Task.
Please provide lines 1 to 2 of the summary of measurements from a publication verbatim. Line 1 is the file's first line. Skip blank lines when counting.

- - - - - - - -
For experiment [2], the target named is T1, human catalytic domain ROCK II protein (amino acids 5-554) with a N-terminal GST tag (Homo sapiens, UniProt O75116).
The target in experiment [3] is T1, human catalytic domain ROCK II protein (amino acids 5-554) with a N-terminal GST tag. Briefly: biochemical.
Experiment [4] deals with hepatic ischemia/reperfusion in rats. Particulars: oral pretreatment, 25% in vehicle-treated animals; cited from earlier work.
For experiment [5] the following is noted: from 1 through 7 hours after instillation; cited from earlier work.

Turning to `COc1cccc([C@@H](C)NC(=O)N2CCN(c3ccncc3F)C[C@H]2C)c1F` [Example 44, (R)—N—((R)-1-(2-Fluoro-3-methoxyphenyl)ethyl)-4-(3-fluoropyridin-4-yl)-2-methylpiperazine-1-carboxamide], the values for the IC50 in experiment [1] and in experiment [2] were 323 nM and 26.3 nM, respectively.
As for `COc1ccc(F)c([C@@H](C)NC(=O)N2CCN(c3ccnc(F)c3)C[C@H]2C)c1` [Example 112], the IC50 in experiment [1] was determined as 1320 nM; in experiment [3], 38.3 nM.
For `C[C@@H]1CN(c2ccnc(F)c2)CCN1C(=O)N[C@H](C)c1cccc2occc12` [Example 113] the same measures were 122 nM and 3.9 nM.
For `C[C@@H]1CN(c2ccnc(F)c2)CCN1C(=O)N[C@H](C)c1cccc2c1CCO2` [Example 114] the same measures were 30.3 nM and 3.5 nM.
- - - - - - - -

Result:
For experiment [2], the target named is T1, human catalytic domain ROCK II protein (amino acids 5-554) with a N-terminal GST tag (Homo sapiens, UniProt O75116).
The target in experiment [3] is T1, human catalytic domain ROCK II protein (amino acids 5-554) with a N-terminal GST tag. Briefly: biochemical.